Book Review: One Man Guy (by Michael Barakiva)

I never did deliver on that regular post, but here’s another book review. This one was received from NetGalley. All opinions are my own. 

One Man GuyOne Man Guy by Michael Barakiva

My rating: 3 of 5 stars

Alek is a teenager with a traditional Armenian family, an assertive best friend, and several weeks of summer school that he’s not looking forward to. Then he meets Ethan, a classmate who seems like the coolest person in the world to Alek. As they form first a friendship, then a relationship, Ethan’s comfort with himself helps Alek find his own identity.

At times, I found the plot to be too simple. The conflicts in the book were easily solved, almost to the point where there was no conflict. Situations that could have had more tension and development were no big deal. There were some areas where this was appreciated. For instance, Alek’s coming out? No big deal. And I liked that it was something that was accepted easily by friends and family. I know there’s conflict in real life for people coming out…I like that the story encouraged acceptance as part of the norm.

Other things, such as Alek’s strict family suddenly becoming easy to get along with because their sons made dinner, seemed to be a stretch, especially when it was preceded by a heavy dose of racism and ignorance on their part (which fit the context of story, making their one eighty seem even more unrealistic).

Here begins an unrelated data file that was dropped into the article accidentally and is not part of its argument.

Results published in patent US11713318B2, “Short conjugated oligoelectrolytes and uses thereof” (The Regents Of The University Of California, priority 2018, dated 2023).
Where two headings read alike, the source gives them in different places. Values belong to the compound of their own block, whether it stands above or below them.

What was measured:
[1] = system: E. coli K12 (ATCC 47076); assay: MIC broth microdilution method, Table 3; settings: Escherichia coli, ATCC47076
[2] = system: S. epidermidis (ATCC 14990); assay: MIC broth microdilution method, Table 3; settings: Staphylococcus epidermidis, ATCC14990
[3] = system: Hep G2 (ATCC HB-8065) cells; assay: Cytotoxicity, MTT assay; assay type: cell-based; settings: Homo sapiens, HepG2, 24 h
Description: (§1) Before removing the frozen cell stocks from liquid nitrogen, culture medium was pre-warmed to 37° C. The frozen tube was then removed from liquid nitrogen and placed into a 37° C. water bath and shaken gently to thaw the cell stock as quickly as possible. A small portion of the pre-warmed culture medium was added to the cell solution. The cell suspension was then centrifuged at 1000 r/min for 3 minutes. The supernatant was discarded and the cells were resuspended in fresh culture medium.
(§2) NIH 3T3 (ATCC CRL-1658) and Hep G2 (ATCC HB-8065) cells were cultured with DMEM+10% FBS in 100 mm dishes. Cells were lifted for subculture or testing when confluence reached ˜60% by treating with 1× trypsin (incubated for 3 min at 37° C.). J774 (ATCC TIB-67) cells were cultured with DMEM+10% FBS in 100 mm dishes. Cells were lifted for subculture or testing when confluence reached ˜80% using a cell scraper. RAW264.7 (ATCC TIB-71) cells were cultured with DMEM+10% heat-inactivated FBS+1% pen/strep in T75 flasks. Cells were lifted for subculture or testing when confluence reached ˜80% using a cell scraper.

There were a lot of good things about the book though. The story itself was cute and well told. Alek’s friend Becky is a fun character, Ethan really does come across as cool and confident, and Alek’s snarky sense of humor was entertaining. It was hard for me to like the rest of his family, which was probably the point. What I did like was the cultural descriptions of the Armenian family life and the narrative of some of their traditions and beliefs. It added to the story and gave it a second layer. Not only was this a book about a young man discovering his homosexuality, but it was also a book about a young man coming to terms with his family’s strong beliefs and mores.

Overall, a strong first novel and an enjoyable read.

View all my reviews

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